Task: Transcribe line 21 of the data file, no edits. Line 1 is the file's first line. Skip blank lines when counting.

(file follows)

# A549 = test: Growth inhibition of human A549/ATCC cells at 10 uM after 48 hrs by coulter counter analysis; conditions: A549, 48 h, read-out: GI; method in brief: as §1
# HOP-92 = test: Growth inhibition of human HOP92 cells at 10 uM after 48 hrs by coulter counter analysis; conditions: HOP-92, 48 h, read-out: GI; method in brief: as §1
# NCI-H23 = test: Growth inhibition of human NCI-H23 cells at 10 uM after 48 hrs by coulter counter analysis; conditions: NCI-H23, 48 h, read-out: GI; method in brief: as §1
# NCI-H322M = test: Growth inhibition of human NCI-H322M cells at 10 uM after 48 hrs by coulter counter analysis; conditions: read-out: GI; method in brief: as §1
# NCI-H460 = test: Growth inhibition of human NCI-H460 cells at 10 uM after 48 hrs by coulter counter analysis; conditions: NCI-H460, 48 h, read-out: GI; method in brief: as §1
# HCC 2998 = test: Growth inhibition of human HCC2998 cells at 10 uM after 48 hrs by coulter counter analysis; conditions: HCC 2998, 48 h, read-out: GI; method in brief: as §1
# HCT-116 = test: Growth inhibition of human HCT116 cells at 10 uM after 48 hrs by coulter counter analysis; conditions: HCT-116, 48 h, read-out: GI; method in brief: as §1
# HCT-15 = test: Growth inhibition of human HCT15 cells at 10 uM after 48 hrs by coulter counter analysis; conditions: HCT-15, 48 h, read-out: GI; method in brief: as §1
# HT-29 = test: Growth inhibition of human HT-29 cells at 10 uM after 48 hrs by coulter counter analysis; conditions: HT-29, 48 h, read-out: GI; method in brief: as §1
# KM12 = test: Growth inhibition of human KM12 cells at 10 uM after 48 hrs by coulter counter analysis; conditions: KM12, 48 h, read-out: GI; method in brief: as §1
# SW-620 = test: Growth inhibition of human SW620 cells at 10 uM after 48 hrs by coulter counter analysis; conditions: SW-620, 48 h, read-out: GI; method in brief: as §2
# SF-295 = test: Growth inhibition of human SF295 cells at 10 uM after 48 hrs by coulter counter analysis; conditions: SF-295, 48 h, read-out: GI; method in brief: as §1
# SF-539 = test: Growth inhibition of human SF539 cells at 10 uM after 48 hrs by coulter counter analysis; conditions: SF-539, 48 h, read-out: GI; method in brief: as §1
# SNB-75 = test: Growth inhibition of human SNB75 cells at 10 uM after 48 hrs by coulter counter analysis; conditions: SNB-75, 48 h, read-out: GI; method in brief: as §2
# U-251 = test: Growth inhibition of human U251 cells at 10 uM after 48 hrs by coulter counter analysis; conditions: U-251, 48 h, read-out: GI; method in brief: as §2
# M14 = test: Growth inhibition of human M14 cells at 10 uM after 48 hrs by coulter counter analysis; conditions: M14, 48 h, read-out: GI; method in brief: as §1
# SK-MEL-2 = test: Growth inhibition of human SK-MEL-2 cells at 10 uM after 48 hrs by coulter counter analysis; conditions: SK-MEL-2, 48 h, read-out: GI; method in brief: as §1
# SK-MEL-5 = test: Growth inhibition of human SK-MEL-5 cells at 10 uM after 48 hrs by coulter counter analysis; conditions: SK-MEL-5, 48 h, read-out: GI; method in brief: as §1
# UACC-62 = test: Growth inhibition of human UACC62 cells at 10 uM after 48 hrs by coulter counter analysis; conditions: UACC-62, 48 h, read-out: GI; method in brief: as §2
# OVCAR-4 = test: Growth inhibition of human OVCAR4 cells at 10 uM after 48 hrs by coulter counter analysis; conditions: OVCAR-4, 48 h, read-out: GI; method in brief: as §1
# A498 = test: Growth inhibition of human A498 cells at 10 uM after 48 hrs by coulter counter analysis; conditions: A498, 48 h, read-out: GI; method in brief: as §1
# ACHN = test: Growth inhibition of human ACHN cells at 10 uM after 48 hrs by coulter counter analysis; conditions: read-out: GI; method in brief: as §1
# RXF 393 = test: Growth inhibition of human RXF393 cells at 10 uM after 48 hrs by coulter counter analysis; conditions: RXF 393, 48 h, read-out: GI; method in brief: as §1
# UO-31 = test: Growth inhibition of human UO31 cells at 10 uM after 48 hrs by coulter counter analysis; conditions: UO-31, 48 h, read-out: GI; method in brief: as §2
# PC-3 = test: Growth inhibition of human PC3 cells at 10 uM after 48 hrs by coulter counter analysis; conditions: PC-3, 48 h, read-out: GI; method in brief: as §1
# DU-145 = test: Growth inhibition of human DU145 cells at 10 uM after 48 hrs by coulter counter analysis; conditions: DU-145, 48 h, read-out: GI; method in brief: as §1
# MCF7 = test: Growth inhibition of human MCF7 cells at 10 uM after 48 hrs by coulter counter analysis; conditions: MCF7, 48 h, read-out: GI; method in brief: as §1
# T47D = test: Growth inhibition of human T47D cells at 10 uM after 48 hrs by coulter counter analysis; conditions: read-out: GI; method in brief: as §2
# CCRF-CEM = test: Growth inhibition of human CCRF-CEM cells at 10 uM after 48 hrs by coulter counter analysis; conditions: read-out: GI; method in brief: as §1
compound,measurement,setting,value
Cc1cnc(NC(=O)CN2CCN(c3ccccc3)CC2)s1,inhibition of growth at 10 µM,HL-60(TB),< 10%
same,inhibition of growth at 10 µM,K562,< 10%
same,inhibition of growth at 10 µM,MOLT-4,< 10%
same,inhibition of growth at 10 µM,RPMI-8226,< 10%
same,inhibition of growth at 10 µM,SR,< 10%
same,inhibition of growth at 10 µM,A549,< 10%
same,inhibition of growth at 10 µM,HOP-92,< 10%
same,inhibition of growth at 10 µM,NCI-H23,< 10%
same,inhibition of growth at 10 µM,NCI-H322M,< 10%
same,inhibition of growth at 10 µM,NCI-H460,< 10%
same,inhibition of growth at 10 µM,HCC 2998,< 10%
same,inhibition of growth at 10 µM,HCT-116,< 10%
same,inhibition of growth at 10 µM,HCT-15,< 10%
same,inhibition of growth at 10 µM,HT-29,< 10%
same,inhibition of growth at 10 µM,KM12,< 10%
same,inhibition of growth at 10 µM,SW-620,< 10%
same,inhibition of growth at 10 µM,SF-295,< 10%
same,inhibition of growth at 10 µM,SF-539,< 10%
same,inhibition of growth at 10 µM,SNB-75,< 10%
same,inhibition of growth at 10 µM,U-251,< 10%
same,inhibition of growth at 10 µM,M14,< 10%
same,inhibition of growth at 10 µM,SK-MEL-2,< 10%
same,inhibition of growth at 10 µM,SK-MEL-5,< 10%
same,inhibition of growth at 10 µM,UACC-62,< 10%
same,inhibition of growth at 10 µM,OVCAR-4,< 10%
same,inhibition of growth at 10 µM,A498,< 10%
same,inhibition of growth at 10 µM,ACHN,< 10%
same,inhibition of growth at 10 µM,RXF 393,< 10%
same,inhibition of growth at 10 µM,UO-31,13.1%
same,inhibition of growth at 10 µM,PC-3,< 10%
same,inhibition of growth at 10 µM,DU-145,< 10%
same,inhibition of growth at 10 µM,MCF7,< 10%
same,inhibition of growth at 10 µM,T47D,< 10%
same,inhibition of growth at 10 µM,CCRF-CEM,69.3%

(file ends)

# A498 = test: Growth inhibition of human A498 cells at 10 uM after 48 hrs by coulter counter analysis; conditions: A498, 48 h, read-out: GI; method in brief: as §1